Human beings have pushed the planet to the brink. The climate and biodiversity crises are raging. Food insecurity is increasing. As leaders cast about for solutions, they could start with tried and tested approaches that are already helping communities to become more resilient in the face of these multiple threats.
Permaculture might not be a term that you’ve heard of before. But it is one of the solutions out there – a set of ecological design principles that promote environmentally friendly solutions for how we grow food and create sustainable human habitats: our health, our communities and our economies.
I discovered permaculture when I started volunteering with charity VSO in Nepal in 1985, during a placement in the remote western district of Jajarkot. The appeal for me came from having seen other kinds of development that disregard local knowledge – and fail. Instead, permaculture places a high value on indigenous expertise, and identifies where small inputs of appropriate technology and education can complement it to make huge differences.
I applied for a VSO volunteer grant to help fund a pilot project in the district centre of Jajarkot. The communities in Jajarkot are some of the most poor and marginalised – lacking access to education, health care, food security and credit. The environment is challenging – high altitude, remote and steep, with little infrastructure of roads, power and communications. In this context, permaculture seemed like it might have something to offer.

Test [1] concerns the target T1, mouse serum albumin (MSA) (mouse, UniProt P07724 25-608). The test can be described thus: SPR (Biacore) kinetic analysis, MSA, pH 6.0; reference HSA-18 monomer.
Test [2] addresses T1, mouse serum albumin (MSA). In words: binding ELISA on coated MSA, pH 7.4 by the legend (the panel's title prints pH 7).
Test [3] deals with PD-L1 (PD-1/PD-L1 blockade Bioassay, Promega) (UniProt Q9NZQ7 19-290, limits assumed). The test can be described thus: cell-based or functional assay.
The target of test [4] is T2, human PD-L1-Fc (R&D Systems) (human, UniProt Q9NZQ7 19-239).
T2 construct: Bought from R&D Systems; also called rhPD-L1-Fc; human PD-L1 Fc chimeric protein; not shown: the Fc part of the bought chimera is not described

Using an acre of degraded farmland, I founded a permaculture demonstration and training centre, which grew into the Jajarkot Permaculture Programme (JPP). Over a decade later, this tiny pilot scheme had evolved into something much bigger than I could have possibly imagined.
JPP became an array of projects spanning four districts, 65 villages, eight resource centres (working farms), with 120 staff and volunteers, and a membership of 12,000 farmers that successfully spread environmentally friendly practices and ideas in line with existing cultural traditions. I now work with a third generation project, the Himalayan Permaculture Centre, based in Surkhet and Humla districts.
So how does it work, and how did this happen?
Fundamental to our approach is that we work by invitation. Only after farmers invited us, once, twice, even three times would we visit their village. This means the community is committed, and is essential to shifting the ‘done to’ dynamic of many other types of development. Before doing anything, we spend a lot of time observing how farmers operate. Watching before we act means understanding the context, the resources, constraints, and what the farmers do.
The Centre works through four kinds of activity. Firstly, demonstration. Seeing is believing, so we begin by showing farmers how they can use local skills and resources, with external inputs as appropriate, to build a sustainable and regenerative agriculture.